Irving woman sentenced to more than 12 years for selling ‘date-rape drug’ over dark web

·2 min read

An Irving woman has been sentenced to more than 12 years in prison for selling date-rape drugs over the internet, according to a news release from the Justice Department.

Hyun Ji Martin, 40, was charged with conspiracy to possess with intent to distribute a controlled substance and sentenced Thursday to 12 years and seven months in prison by Senior U.S. District Judge Terry R. Means, according to the release.

According to court documents, Martin was selling gamma-hydroxybutyric acid, common known as GHB or the “date-rape drug,” over the dark web.

The investigation was started by the U.S. Postal Inspection Service after postal service employees saw Martin deliver 15 parcels to a post office in Irving on Nov. 6 2020, according to the news release. They kept two of the parcels for investigation and inside found around 208 milliliters of a clear liquid inside contact lens solution bottles.

According to the release, the U.S. Postal Inspection Service suspected the liquid was GHB or the analogue gamma-butyrolactone, known as GBL. In June 2021, authorities executed a search warrant at Martin’s apartment and found GHB, GBL, methamphetamine, USPS shipping supplies, contact lense solution bottles and a lab to convert GBL to GHB.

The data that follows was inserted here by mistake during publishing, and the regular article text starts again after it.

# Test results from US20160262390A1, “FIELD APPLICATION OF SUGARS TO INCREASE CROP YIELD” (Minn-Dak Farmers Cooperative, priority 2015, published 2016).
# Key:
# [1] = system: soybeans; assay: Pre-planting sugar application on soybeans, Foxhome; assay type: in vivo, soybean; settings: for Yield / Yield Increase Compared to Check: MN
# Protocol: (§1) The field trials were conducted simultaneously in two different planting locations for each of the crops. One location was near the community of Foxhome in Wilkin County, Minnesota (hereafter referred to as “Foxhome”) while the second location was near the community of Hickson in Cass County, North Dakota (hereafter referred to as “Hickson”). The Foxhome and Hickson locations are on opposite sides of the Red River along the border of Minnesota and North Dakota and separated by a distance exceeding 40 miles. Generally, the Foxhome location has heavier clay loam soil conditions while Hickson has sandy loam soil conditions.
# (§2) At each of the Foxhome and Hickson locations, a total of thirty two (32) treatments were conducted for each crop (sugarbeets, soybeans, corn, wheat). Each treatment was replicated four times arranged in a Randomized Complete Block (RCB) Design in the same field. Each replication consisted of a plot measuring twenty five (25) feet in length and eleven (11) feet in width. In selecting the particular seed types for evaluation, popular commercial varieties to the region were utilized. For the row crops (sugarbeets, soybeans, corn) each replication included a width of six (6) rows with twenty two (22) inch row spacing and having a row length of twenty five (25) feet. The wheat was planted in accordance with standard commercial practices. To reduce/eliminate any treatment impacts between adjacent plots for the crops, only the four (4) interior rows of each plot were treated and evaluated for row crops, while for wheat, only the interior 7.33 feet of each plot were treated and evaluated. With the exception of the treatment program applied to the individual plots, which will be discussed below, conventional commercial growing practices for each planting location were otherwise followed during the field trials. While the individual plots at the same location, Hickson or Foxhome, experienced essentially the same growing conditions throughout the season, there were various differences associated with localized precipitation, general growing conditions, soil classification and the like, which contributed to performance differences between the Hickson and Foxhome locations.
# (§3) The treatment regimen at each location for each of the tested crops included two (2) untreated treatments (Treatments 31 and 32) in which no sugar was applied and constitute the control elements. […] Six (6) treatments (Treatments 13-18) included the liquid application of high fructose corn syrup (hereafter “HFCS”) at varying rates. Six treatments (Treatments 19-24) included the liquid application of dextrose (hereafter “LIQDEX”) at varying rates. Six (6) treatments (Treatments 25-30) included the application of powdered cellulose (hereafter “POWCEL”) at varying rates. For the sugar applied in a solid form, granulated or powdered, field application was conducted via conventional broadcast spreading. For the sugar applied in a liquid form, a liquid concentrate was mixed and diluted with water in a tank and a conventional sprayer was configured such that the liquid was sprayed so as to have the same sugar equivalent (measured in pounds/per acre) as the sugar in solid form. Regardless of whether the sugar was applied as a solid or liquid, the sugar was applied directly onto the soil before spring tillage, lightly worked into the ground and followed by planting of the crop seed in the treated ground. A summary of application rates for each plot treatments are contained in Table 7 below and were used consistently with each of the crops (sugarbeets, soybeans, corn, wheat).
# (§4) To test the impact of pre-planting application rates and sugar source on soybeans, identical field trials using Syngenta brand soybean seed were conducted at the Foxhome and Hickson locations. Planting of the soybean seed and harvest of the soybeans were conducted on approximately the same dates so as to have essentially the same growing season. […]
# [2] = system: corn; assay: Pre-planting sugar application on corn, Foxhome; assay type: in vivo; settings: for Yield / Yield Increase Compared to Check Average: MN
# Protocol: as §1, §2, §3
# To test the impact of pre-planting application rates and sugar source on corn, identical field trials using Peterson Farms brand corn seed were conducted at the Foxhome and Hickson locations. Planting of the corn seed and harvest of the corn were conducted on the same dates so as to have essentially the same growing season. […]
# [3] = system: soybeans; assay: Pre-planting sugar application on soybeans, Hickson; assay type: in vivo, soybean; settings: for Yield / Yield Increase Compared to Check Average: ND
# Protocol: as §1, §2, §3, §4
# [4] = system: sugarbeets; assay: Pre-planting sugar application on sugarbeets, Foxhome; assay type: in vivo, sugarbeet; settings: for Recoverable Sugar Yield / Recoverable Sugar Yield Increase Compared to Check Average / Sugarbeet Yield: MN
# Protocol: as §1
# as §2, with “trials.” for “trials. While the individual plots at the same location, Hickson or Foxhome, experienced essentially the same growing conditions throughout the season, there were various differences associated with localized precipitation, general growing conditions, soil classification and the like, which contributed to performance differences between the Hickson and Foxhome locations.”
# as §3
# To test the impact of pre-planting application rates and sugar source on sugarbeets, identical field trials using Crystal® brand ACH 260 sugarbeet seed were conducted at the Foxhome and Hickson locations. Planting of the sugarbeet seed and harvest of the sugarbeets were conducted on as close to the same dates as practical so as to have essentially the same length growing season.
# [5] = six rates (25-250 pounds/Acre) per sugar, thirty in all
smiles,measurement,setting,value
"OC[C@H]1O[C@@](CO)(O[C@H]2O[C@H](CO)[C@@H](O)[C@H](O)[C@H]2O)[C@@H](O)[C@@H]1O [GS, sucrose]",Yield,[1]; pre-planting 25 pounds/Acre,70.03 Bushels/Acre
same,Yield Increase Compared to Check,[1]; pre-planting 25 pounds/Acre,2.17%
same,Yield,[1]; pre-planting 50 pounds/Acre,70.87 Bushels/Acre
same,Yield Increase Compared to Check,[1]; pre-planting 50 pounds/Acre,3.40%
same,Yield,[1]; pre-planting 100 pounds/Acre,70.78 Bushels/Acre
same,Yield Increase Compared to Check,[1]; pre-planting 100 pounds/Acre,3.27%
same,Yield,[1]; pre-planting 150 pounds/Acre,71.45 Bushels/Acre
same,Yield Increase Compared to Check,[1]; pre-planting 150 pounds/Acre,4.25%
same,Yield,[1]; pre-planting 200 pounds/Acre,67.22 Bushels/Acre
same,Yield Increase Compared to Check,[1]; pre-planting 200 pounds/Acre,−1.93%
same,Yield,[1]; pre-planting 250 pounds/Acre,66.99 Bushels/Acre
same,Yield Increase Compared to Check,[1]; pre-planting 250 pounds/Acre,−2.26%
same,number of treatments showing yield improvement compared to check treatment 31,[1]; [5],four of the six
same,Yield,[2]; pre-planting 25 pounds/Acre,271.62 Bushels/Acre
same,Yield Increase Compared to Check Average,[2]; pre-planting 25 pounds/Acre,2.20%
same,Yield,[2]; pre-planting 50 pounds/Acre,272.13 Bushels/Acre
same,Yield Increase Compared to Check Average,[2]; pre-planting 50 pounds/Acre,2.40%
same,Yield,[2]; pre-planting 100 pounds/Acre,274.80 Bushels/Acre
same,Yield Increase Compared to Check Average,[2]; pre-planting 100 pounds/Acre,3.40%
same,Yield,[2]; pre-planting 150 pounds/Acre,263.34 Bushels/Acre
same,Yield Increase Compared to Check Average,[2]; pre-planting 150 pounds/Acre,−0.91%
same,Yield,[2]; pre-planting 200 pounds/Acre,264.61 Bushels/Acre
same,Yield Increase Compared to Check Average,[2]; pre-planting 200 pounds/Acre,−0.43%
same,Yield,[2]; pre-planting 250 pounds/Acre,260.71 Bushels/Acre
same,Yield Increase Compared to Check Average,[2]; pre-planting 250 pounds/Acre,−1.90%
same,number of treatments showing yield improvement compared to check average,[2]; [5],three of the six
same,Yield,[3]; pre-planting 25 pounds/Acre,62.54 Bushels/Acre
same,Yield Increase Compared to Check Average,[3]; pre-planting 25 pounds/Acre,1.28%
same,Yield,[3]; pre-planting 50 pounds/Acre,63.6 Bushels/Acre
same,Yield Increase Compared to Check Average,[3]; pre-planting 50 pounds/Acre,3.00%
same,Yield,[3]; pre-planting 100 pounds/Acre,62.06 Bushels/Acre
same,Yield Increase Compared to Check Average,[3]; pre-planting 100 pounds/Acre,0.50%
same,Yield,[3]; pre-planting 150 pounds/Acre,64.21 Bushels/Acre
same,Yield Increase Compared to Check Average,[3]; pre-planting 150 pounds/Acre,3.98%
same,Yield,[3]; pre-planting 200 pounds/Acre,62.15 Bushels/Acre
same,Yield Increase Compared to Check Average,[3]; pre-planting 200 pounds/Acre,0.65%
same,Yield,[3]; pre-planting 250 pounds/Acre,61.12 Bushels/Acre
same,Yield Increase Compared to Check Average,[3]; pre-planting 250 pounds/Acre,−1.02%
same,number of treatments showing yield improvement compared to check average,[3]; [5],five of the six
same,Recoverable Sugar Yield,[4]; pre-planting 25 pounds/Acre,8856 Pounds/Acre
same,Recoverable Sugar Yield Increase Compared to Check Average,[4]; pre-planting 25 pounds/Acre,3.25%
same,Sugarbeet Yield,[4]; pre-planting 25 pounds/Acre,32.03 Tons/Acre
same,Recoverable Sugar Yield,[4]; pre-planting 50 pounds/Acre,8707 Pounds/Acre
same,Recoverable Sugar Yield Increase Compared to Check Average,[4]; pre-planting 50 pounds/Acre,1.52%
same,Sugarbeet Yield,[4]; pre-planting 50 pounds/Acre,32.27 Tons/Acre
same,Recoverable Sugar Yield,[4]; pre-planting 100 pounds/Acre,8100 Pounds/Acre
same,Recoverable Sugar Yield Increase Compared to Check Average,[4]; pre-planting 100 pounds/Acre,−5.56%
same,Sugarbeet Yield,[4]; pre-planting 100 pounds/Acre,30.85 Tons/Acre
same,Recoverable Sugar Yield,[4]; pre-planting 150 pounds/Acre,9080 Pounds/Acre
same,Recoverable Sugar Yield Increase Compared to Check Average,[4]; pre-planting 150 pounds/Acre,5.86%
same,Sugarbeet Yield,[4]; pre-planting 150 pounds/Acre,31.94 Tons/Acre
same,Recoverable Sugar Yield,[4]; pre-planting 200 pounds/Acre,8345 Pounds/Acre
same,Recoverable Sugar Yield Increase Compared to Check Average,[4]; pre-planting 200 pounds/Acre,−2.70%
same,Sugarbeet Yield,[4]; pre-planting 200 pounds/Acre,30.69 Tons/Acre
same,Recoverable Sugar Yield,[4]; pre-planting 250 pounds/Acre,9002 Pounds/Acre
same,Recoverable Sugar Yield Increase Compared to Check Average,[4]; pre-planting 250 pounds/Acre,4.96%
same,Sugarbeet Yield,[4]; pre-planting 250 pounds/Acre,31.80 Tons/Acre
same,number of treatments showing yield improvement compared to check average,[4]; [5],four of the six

Martin admitted to investigators following the search of her apartment that she routinely ordered GBL from China, converted some of it to GHB and then sold both GHB and GBL on the dark web, according to the news release. Investigators identified more than 1,600 outgoing parcels associated with Martin.

In most cases, the packages were mailed using a fake addresses and names for the person shipping the parcel, according to the news release.

According to the release, Martin tried to flee after her plea deal and was arrested again in June of this year and taken back to North Texas for sentencing.

The U.S. Postal Inspection Service’s North Texas Parcel Task Force and the Office of the Inspector General conducted the investigation with help from the Drug Enforcement Agency and U.S. Customs and Border Patrol, according to the release